© Memorial Hall Museum, Pocumtuck Valley Memorial Association
House of Justin Hitchcock, built 1778-79, by the Allen Sisters, c. 1900
Beginning in 1905, the Deerfield Basket Makers offered their work for sale on a spot which had long been associated with craftsmen and craftswomen. Prior to the outbreak of the Revolutionary War, the weaver Elizabeth Amsden owned a shop on this land. Her home and shop burned to the ground in early 1768. At the time of the Revolutionary War, hat-maker Justin Hitchcock purchased the property and built a house on the lot. In October of 1780, Justin moved a building to his property for use as a Hatters' Shop. Following his father's death, the saddler Henry Hitchcock lived here.1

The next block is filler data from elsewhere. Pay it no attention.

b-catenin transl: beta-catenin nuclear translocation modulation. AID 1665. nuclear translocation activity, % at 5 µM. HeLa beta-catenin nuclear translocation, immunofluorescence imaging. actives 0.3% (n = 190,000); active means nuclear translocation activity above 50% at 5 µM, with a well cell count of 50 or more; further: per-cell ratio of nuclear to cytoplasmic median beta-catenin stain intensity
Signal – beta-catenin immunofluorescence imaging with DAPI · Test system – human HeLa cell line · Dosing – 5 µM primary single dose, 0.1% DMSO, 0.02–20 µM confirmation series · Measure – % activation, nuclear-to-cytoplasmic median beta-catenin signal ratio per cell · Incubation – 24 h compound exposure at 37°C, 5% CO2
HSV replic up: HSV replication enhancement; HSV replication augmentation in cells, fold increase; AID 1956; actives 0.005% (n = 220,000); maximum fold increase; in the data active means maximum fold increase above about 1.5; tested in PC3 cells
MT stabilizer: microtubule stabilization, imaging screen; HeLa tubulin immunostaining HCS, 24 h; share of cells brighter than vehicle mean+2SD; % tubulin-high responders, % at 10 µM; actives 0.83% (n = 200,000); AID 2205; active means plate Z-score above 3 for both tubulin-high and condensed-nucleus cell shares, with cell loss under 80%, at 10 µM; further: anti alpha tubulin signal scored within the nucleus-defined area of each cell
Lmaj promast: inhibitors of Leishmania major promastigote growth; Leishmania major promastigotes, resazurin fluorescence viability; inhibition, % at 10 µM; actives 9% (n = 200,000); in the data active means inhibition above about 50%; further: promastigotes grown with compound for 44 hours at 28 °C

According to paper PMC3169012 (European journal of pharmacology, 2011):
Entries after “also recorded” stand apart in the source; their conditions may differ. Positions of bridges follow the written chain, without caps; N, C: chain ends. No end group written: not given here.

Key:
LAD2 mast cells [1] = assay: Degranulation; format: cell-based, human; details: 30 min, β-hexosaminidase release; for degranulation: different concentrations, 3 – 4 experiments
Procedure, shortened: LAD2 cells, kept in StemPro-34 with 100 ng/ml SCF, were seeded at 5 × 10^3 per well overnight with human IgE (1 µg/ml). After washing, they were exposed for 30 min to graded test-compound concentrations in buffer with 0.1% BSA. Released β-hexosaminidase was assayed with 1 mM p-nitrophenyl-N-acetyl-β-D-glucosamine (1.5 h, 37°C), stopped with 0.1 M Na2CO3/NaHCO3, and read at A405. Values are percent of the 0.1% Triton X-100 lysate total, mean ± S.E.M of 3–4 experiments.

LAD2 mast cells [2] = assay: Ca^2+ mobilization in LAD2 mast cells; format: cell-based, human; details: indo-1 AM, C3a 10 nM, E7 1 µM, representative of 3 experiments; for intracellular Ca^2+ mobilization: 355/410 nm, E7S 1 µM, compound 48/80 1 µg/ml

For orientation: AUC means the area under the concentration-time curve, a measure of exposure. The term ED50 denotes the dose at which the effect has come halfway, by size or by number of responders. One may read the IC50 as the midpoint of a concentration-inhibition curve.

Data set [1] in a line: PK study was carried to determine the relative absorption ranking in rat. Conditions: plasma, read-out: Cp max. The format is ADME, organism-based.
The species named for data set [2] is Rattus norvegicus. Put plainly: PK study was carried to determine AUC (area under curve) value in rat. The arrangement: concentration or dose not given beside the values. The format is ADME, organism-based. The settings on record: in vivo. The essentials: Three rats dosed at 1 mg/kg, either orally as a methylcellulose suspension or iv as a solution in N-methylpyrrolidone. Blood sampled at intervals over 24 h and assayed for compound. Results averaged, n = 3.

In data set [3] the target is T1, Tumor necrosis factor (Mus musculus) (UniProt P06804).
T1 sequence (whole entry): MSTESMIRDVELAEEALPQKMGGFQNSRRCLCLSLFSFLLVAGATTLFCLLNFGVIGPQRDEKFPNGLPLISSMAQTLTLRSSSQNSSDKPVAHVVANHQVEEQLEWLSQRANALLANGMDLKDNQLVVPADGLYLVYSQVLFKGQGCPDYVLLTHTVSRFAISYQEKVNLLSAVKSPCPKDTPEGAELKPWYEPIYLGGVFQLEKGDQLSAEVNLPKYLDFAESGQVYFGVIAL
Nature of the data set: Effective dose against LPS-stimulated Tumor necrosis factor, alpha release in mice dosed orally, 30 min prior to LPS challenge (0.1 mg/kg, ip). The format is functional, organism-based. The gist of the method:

Eleanor B. Stebbins and her husband Benjamin Zebina Stebbins purchased the Justin Hitchcock house and property in 1904. In a shop located in her home, Eleanor sold the creations of the Deerfield Basket Makers. The shop was a "realm," according to one reviewer, "of baskets no larger than a silver dollar made of southern pine needles and linen thread to huge willow baskets which would hold a fireplace log."2 Deerfield Baskets were constructed from a variety of materials including: reed, palm leaf, willow withes, and Georgia pine needles. The raffia, grass and cornhusk baskets made by Deerfield's other basketry group, the Pocumtuck Basket Makers, could be found at the Red Shop, located on the northern end of the Street.